Feb 29 (Reuters) - Kinder Morgan Inc cleared a legal
hurdle in its $21 billion acquisition of El Paso Corp, combining
the two largest natural gas pipeline operators in North America,
after a Delaware judge refused to block the sale.
But the judge admonished some of the participants in the
deal, which included Goldman Sachs Group Inc, whom disgruntled
El Paso shareholders accused of a conflict of interest that they
said resulted in undervaluing El Paso's shares.
"I reluctantly deny the plaintiffs' motion for a preliminary
injunction," Delaware Chancery Court Judge Leo Strine wrote on
"El Paso stockholders should not be deprived of the chance
to decide for themselves about the merger, despite the
disturbing nature of some of the behavior leading to its terms."
The deal is expected to close in the second quarter, the
companies have said. El Paso shareholders are scheduled to vote
on the proposed acquisition on March 6.
Kinder Morgan has already reached an agreement to sell El
Paso's exploration and production assets for $7.15 billion to a
private consortium led by Apollo Global Management LLC.
Shareholders had sued to stop the Kinder-El Paso deal,
arguing that Goldman Sachs Group, El Paso's adviser, and El Paso
Chief Executive Douglas Foshee both had interests in holding
down the price for El Paso shares.
Goldman Sachs owns 19.1 percent of Kinder Morgan and the
shareholders said that, for every dollar shaved off the
acquisition price of El Paso's shares, Goldman Sachs' private
equity business saved $150 million.
Goldman argued that it managed the appearance of conflicts
by having its directors recuse themselves from Kinder Morgan
board meetings addressing the deal. It also brought in Morgan
Stanley to advise El Paso's board once Kinder Morgan made its
Goldman and the companies said they were pleased with the
judge's decision to let the acquisition proceed, although some
took issue with his critical comments.
"We respect the judge's opinion but want to be clear that we
stood by our client through this process, encouraging them to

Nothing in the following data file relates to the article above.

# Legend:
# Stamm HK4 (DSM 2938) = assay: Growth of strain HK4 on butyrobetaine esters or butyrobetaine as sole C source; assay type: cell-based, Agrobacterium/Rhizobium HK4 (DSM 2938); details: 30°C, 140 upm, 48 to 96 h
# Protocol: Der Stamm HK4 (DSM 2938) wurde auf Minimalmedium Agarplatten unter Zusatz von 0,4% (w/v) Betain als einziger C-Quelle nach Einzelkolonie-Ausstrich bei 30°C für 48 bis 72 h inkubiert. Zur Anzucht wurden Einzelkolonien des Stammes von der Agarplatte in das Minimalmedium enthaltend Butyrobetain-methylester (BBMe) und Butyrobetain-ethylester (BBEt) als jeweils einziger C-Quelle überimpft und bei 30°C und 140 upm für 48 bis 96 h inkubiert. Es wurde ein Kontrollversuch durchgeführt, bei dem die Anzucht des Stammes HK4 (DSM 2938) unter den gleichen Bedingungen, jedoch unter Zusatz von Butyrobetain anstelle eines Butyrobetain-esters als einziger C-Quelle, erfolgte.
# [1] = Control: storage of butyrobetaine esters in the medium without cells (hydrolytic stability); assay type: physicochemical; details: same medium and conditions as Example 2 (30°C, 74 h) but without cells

get independent views from another adviser," Goldman spokesman
David Wells said in a statement.
"We were also transparent with El Paso about our
relationship with Kinder Morgan and the related issues."
El Paso spokeswoman Gretchen Krueger said in a statement the
company believed the court made the right decision.
"El Paso respectfully disagrees, however, with certain of
the preliminary findings contained in the court's opinion, and
expects to have the opportunity to more fully respond to those
findings in future proceedings," he said.
Kinder spokesman Larry Pierce said: "We're gratified that
the judge denied the injunction and that we can proceed with the
vote of the shareholders."
Judge Strine said the plaintiffs were free to pursue damages
later but that since they were not able to prove irreparable
injury in the case, a damages award was not in play at this
The case is In re El Paso Corporation Shareholder
Litigation, In the Court of Chancery of the State of Delaware,
For plaintiffs: Stuart Grant of Grant & Eisenhofer,
Christine Azar of Labaton Sucharow, and Mark Lebovitch of
Berstein Litowitz Berger & Grossman.
For Juan Carlos Braniff and others: Donald Wolfe of Potter
Anderson & Corroon and Paul Rowe of Wachtell, Lipton, Rosen &
For Kinder Morgan: Collins Seitz of Seitz Ross Aronstam and
Moritz and Joseph Allerhand of Weil, Gotshal & Manges.
For Goldman Sachs: Gregory Varallo of Richards, Layton &
Finger, John Hardiman of Sullivan & Cromwell and Bruce Oakley of
Hogan Lovells US.
(Reporting by Basil Katz)
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